GANGBUSTERS by Ernest Volkman

GANGBUSTERS

The Destruction of America's Last Mafia Dynasty
Email this review

KIRKUS REVIEW

Former Newsday correspondent Volkman (Spies, 1994) returns to his home turf, the peccadilloes of America’s organized crime families. A recent story in the New York Times detailed the hard times that have befallen the Mafia, an organization now so bankrupt of leadership that its much-vaunted “Commission” hasn’t met in over five years. But there was a time, not so long ago, when these gangsters controlled vast segments of the American economy, both legal and illegal. As Volkman deftly details, under the inventive leadership of men like Lucky Luciano, Meyer Lansky, and the less-known Gaetano Lucchese, La Cosa Nostra managed to corrupt a variety of industries, including garbage hauling, concrete, New York’s garment center, and a variety of blue-collar labor unions. They were able to maintain their control of these businesses through a combination of cunning, intimidation, and violence, aided by the curruption of local law enforcement and the stupidity and political machinations of J. Edgar Hoover. With Hoover’s death and the remaking of the FBI, the development of new anti-racketeering laws by Congress, and the aging of the Mob’s leadership, these criminal enterprises became newly vulnerable. Gradually, thanks to hard-nosed police work by local and federal agencies and relentless prosecution by a handful of attorneys, chinks appeared in the Mafia’s wall of silence, chinks that would finally become great yawning gaps. Today the Mafia is virtually deceased, a handful of street gangs battling for nickels and dimes. Volkman tells the story of the rise and fall of the Lucchese family, one of the most successful and least publicized of the organized crime groups, with vigor and zest. The first third of the book, recounting the process of consolidation that led to the creation of the modern Mob, is a bit overly familiar, but the rest is a fast-moving tale, told with gusto. (b&w photos, not seen)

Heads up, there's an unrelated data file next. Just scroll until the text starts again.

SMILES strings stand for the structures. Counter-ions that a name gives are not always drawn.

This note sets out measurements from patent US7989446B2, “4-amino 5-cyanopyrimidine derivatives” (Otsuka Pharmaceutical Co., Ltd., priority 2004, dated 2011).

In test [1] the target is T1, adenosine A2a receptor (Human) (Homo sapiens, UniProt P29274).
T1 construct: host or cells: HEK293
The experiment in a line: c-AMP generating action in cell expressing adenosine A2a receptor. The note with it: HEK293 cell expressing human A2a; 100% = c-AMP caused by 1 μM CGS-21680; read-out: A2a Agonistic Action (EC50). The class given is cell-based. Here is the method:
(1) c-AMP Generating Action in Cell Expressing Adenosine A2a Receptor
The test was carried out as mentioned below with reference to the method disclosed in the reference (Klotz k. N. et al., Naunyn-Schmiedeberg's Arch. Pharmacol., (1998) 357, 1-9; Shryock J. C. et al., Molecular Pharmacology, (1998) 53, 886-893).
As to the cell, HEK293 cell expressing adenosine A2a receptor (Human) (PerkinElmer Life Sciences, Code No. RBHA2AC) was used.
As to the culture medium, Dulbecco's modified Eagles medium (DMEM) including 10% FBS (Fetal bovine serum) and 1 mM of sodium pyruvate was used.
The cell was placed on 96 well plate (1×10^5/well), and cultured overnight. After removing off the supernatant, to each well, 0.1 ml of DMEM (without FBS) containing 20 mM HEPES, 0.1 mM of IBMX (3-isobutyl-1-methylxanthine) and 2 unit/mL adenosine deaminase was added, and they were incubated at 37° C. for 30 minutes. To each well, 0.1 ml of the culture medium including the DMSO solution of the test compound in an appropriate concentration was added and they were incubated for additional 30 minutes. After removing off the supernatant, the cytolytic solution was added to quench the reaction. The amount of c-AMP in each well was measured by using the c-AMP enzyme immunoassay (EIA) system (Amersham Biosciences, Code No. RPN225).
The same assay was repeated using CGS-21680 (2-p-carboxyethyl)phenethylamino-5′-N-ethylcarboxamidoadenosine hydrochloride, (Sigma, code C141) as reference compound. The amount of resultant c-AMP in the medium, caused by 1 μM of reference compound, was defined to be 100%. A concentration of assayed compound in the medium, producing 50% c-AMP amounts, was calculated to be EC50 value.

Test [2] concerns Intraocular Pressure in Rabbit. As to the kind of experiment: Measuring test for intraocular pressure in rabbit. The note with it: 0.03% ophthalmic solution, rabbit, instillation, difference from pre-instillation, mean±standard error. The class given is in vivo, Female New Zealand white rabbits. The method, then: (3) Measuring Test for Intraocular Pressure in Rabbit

Pub Date: June 18th, 1998
ISBN: 0-571-19942-9
Page count: 318pp
Publisher: Faber & Faber/Farrar, Straus and Giroux
Review Posted Online:
Kirkus Reviews Issue: June 15th, 1998